‘Nazis, no thank you’ and ‘It feels like 1933, AfD ban now!’ read some of the banners at protests across the country.
Protests against the far-right Alternative for Germany party (AfD) are gaining momentum in the European Union nation in the wake of a report that two senior party members joined a November meeting in Berlin, where planned mass deportation of citizens of foreign origin was discussed.
“Nazis, no thank you”, “It feels like 1933, AfD ban now!” and “Investigate banning AfD” read some of the banners among other slogans at protests across the country against the AfD party’s anti-immigrant stance that has rekindled Nazi-era Germany of 1930s and 40s.
Thousands of people are expected to join new protests on Sunday, as German Chancellor Olaf Scholz called the protests against the far-right party “good and right”.
The European nation last week also faced protests from farmers, who have expressed their deep frustration with the centre-left-led government’s failure to check inflation and a decision to scrap diesel tax breaks. The two protests are not connected.
So who are Germany’s far-right AfD and why their anti-immigrant stance has triggered countrywide mass protests?
Why is the AfD slammed in the protests?
The mass protests were triggered after an investigative media organisation, Correctiv, released a report about the “undisclosed” meeting near Berlin, where a proposal to deport millions of immigrants and refugees, including some with German citizenship, was discussed.
Among the participants at the talks was Martin Sellner, a leader of Austria’s Identitarian Movement, which subscribes to the “great replacement” conspiracy theory that claims there is a plot by non-white migrants to replace Europe’s “native” white population.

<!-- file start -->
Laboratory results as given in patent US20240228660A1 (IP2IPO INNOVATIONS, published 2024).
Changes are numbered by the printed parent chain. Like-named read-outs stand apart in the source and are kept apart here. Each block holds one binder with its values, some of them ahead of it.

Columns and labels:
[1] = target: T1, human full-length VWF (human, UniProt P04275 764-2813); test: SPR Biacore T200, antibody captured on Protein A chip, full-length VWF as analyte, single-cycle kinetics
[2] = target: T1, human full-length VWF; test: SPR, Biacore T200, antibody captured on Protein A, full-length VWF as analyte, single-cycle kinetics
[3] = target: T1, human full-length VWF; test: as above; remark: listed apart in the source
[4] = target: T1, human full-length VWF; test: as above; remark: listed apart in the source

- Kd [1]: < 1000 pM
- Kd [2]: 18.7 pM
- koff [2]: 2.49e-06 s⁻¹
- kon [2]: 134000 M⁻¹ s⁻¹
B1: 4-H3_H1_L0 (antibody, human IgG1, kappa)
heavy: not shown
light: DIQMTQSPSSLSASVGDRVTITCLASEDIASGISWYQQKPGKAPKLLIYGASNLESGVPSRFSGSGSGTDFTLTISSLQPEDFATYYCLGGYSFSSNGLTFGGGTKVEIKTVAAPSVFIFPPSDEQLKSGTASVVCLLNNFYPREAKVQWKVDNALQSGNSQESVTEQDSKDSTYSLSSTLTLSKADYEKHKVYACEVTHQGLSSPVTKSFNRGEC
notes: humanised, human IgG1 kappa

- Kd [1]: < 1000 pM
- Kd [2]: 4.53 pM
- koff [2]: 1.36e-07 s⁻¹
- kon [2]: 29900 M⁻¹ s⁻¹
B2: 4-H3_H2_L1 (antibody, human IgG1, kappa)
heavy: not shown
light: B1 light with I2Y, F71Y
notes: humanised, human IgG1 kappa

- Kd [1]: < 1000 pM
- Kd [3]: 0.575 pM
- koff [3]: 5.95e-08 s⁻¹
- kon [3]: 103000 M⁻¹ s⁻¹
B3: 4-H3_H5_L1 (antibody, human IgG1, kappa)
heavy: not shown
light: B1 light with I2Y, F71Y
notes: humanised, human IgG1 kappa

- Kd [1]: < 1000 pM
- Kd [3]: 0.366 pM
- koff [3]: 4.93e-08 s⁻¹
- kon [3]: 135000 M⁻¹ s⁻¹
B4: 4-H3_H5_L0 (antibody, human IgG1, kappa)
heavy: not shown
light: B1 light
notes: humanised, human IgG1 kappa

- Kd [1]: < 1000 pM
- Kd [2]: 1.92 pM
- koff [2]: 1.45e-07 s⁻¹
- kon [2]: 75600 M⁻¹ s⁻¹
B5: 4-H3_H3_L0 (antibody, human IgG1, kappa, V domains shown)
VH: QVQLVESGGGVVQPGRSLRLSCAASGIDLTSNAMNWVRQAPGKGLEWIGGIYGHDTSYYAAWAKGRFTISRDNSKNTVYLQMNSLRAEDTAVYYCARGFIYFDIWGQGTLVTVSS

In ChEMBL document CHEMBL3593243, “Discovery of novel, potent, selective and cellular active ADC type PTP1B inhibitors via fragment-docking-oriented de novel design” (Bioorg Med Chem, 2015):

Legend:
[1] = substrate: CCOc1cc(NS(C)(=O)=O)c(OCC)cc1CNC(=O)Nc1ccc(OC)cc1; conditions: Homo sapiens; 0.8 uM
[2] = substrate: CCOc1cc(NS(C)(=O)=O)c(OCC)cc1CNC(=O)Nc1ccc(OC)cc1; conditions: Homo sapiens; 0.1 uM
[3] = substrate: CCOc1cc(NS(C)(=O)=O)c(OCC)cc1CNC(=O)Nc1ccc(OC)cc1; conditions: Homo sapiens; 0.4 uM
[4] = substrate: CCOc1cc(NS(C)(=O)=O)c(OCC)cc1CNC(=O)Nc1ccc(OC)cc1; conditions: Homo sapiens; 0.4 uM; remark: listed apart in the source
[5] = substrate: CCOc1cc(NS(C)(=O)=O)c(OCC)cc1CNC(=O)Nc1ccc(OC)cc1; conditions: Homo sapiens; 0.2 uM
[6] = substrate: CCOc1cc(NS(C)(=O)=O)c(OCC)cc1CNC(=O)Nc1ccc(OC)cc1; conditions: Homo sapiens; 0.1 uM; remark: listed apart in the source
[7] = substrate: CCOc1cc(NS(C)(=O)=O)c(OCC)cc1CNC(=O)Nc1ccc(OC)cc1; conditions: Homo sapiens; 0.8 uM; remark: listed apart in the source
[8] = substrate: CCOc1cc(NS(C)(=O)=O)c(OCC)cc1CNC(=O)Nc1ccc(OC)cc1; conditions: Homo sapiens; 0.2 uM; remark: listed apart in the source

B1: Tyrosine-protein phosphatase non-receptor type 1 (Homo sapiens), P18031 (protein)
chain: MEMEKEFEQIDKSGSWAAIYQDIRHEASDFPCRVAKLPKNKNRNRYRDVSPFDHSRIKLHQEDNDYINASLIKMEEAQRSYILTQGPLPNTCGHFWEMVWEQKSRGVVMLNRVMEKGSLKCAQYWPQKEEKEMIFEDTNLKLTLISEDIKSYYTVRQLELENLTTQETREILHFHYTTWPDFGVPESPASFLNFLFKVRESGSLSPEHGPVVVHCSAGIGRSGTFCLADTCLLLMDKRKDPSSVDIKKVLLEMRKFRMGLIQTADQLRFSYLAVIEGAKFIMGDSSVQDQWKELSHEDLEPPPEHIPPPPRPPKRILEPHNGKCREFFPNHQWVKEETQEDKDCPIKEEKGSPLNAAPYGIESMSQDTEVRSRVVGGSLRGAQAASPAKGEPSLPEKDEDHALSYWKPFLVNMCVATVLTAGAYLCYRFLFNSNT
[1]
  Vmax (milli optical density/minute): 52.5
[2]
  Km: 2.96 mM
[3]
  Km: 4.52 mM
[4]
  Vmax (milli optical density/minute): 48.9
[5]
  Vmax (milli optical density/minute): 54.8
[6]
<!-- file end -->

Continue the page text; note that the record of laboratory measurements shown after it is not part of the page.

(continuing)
The anti-immigration party confirmed the presence of its members at the meeting but has denied taking on the “remigration” project championed by Sellner.
News of the gathering sent shockwaves across Germany at a time when the AfD is soaring in opinion polls, just months ahead of three major regional elections in eastern Germany where their support is strongest.
Interior Minister Nancy Faeser went so far as to say in the newspapers of the Funke press group that the far-right meeting was reminiscent of “the horrible Wannsee conference”, where the Nazis planned the extermination of European Jews in 1942.
What explains the rise of the AfD?
The AfD was founded as a Eurosceptic party in 2013 and first entered the German Bundestag in 2017.
Most polls now put it in second place nationally with about 20 percent support, far above the 10.3 percent it won during the last federal election in 2021.
The party is especially strong in eastern Germany, where state elections are slated to take place later this year in Thuringia, Saxony and Brandenburg. The AfD is leading the polls in all three states with more than 30 percent support.
Since its founding, the party has continually moved to the right and gained support for its fierce anti-refugee and anti-immigration views.
The increase in immigration amid the crises in the Middle East and the war on Ukraine, as well as the frustration over the government’s economic policies, are seen as the main reasons for the rise of AfD.
How large were the protests?
Some 250,000 demonstrators gathered in cities across the country on Saturday, according to estimates by public broadcaster ARD, with protesters carrying signs such as “Nazis out”.
A demonstration on Friday in Hamburg, Germany’s second-largest city, drew what police said was a crowd of 50,000 and had to be ended early because the mass of people led to safety concerns. Police said a Saturday afternoon protest in Frankfurt drew 35,000 people.
Demonstrations in Stuttgart, Nuremberg and Hannover, among other cities, also drew large crowds, according to the German media.
Additional protests planned for Sunday in other major German cities, including Berlin, Munich and Cologne, are also expected to draw tens of thousands of people.
What did Scholz say about the protests?
German Chancellor Scholz has welcomed the rise of anti-far-right protests.
Last week, his government pushed through legislation that will ease the rules on gaining citizenship and end a ban on holding dual citizenship. Far-right groups have been critical of Germany’s acceptance of refugees.
“I try to imagine how the more than 20 million citizens who have a history of migration feel” about the reported plans, said Scholz, calling far-right hardliners an attack on democracy.
“With the new citizenship law, we are saying to all those who have often lived and worked in Germany for decades, who abide by our laws, who are at home here: You belong to Germany.”